Toronto stock market dips on weakness in the energy and financials sectors

Toronto stock market dips on weakness in the energy and financials sectors

Toronto stock market dips on weakness in the energy and financials sectors

TORONTO — Canada’s main stock index slipped lower at the end of Thursday trading as a two-day rally by the heavyweight financials sector concluded with banks being among the biggest decliners on the day.

The S&P/TSX composite index closed down for the first time in five days, losing 9.30 points at 15,262.73.

“Kind of a boring day as compared to the great run we’ve seen the last couple of days,” said Allan Small, senior investment adviser at HollisWealth.

There weren’t any surprises amid a rotation over the past couple of days out of technology to value sectors like financials that was partly reversed Thursday, he said in an interview.

Financials was the second-worst performer on the day, falling 1.4 per cent as Toronto-Dominion Bank and Laurentian Bank lost 3.8 and 3.7 per cent respectively.

Canadian banks reported this week big decreases in quarterly profits due to large provisions for loan losses. However, some beat expectations.

Energy dropped 1.5 per cent with Whitecap Resources Inc. down 5.5 per cent despite higher crude oil prices.

The July crude contract was up 90 cents at US$33.71 per barrel and the July natural gas contract was down 5.9 cents at nearly US$1.83 per mmBTU.

Crude has been on an upward trajectory as demand is slowly returning after weeks of economic lockdowns because of COVID-19. In addition, Saudi Arabia has talked about cutting more production that gave a boost to the commodity.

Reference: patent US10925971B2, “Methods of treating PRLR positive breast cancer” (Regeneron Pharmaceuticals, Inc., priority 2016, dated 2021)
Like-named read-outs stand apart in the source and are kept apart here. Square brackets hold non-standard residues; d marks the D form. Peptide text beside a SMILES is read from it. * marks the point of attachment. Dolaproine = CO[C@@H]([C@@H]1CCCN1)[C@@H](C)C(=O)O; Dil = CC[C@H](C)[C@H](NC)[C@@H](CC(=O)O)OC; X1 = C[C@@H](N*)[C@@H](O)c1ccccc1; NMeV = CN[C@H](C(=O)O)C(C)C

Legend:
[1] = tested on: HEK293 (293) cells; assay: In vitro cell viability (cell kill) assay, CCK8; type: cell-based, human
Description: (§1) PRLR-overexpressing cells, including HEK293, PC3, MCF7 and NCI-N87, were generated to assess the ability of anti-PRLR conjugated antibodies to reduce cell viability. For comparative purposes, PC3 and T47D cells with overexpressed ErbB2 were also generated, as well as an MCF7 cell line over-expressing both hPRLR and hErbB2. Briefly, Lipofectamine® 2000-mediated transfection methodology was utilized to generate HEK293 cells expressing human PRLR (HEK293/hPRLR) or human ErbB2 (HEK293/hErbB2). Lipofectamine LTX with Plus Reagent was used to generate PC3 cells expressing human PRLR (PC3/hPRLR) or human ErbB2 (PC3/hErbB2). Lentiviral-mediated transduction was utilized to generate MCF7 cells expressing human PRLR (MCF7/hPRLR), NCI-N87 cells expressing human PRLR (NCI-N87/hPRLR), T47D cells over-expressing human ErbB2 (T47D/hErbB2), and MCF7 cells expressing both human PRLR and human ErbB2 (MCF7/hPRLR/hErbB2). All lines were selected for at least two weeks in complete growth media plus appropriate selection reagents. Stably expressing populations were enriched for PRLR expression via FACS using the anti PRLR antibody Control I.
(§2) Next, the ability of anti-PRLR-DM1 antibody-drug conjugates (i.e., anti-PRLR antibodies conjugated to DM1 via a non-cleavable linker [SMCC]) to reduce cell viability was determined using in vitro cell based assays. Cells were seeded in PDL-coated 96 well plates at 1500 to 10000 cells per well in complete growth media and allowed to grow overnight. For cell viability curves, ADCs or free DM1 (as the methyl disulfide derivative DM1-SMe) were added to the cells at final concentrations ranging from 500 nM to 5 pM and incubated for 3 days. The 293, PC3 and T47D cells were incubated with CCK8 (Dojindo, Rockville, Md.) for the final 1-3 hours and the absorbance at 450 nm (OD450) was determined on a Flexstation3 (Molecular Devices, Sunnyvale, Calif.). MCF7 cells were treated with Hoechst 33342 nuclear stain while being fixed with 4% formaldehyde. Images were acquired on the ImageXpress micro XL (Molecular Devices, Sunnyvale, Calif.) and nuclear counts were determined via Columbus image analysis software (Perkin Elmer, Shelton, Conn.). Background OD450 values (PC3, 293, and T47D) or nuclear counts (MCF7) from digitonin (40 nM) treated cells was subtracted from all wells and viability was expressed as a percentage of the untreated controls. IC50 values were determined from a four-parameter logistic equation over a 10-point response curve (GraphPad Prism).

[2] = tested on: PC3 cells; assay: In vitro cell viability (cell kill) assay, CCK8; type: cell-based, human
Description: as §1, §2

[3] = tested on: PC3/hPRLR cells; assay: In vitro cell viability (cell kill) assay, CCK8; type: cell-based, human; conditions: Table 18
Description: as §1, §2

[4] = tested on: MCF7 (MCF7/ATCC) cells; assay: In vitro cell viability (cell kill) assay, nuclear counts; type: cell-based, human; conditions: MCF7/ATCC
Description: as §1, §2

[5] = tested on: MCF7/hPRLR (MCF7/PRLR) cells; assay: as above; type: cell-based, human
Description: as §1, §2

The Canadian dollar traded for 72.65 cents US compared with 72.57 cents US on Wednesday.

Health care led the TSX as shares of Canopy Growth Corp. surged 12 per cent, while grocers led the consumer staples sector higher.

Materials was a little higher with Centerra Gold Inc. up 2.9 per cent and B2Gold Corp. rising 2.6 per cent on higher gold prices.

The August gold contract was up US$1.50 at US$1,728.30 an ounce and the July copper contract was up 3.15 cents at US$2.41 a pound.

In New York, the Dow Jones industrial average was down 147.63 points at 25,400.64. The S&P 500 index was down 6.40 points at 3,029.73, while the Nasdaq composite was down 43.37 points at 9,368.99.

U.S. markets remained above key thresholds but lost some ground late in the day after U.S. President Donald Trump said he would hold a news conference on China Friday. China’s legislature endorsed a national security law for Hong Kong that has strained relations with the U.S.

Earlier, investors seemed to look past weak economic data including a larger decrease in the first-quarter American GDP numbers and more than two million Americans claiming unemployment benefits for the first time last week. Still, the number of continuing claims decreased to 21 million.

Small said the markets have signalled that they’re generally willing to look past the negativity on signs that economic reopenings will generate positive returns later in the year. He said fiscal and monetary stimulus will be kerosene on a heating economy.

“Looking out as we move into the summer and into the fall, barring any unforeseen big issue with respect to the virus, I think this market is anticipating things going back online and that with stimulus is pointing to a higher market.”

This report by The Canadian Press was first published May 28, 2020.


Ross Marowits, The Canadian Press


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